“It’s ‘country first’,” former Homeland Security chief Jeh Johnson told ABC’s Martha Raddatz on This Week. Raddatz wondered whether Johnson had any reservations about the number of former generals in the Trump administration, and what it says that they aren’t the people resigning from the White House. Johnson sloughs that off by calling it an “interesting” question, but ignore that in favor of endorsing the continued tenure of John Kelly and James Mattis.

If they asked his advice about whether to resign after the controversies of the past few weeks, Johnson says he’d tell them “absolutely not.” We need them on duty to “right the ship,” Johnson says (via The Hill):

Former Homeland Security Secretary Jeh Johnson said he’d tell Trump advisors “you have to stay” in the administration if any of them ask, he told ABC’s “This Week.”

Johnson specifically named White House Chief of Staff John Kelly, Defense Secretary James Mattis and National Security Advisor H.R. McMaster.

“I’d say absolutely not” if they asked me if they should resign, Johnson said.

They need to “right the ship,” he said.

If nothing else, this will give both men political cover in the media to resist the demands for resignations. Allahpundit wrote about this conundrum on Friday in his post about Mitt Romney’s open letter to Trump, and why the calls from some quarters for mass resignations may be misguided:

If Romney had ended up with the Secretary of State job, would he have quit this week in protest? Or would he be stuck in the same place Mattis, McMaster, Kelly and others probably are, not wanting to stick around to see how much worse things can get but feeling duty-bound to do their best to keep the ship of state afloat? I suspect Secretary of State Mitt would gulp and keep his mouth shut. But that’s probably one of the reasons he’s privately happy he didn’t get the job. Inevitably there’d be a moment like this. if Romney were on the Trump train, he’d have to grin and bear it along with everyone else aboard.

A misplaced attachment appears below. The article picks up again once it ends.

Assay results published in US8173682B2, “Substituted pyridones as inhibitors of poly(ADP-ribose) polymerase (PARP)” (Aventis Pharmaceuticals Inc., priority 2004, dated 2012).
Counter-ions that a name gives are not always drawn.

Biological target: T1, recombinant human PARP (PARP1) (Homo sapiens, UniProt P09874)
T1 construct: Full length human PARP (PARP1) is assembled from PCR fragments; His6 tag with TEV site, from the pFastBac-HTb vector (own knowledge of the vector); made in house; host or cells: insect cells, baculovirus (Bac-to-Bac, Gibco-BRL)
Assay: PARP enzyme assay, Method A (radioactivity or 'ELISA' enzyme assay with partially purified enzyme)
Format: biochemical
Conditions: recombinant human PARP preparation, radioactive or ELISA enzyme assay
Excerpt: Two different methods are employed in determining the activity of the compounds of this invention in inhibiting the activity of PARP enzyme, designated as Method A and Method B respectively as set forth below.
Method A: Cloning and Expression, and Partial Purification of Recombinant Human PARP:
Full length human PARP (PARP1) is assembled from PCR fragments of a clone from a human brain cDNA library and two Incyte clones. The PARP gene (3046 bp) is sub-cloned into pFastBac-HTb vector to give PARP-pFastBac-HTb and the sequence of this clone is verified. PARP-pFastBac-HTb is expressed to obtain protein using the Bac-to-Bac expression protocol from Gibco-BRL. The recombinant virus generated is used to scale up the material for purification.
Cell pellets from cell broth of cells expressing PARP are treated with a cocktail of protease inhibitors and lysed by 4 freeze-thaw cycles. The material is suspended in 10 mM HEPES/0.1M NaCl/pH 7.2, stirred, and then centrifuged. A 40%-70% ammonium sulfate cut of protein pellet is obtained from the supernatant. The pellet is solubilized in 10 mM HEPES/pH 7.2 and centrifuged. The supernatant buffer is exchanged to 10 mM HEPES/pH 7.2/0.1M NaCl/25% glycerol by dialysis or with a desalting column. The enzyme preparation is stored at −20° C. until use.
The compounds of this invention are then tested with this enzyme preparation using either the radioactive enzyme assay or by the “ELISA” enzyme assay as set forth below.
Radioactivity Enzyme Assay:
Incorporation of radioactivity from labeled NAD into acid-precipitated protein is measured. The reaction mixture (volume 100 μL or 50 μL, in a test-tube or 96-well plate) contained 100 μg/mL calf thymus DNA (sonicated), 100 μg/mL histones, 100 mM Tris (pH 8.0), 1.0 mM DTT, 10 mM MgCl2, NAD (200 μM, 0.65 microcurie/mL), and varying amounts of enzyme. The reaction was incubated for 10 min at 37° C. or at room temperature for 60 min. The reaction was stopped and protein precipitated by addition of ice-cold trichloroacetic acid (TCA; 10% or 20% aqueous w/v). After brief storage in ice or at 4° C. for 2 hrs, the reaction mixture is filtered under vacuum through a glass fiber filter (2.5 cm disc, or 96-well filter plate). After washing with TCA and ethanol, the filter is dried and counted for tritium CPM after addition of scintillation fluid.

Mass resignations among ministers would trigger a no-confidence vote in a parliamentary system. In our system, though, it wouldn’t move a president to resign, especially not one with such a high opinion of his own abilities — and a track record of being underestimated — as Donald Trump. All it would do would be to create an even more chaotic state and reduce the influence of experienced figures already in position on Trump.

Besides, other than Charlottesville, the past couple of weeks show promise on the ship-righting front. Kelly has flexed his muscles and imposed more discipline on the White House, if not the boss himself, and Mattis and McMaster now have a freer hand to implement tough policies, both organizationally and politically. Johnson may not need to give that advice, as it seems Kelly and Mattis are doing well enough without it — but the media might want to consider Johnson’s call for ‘country first’ over hysterics.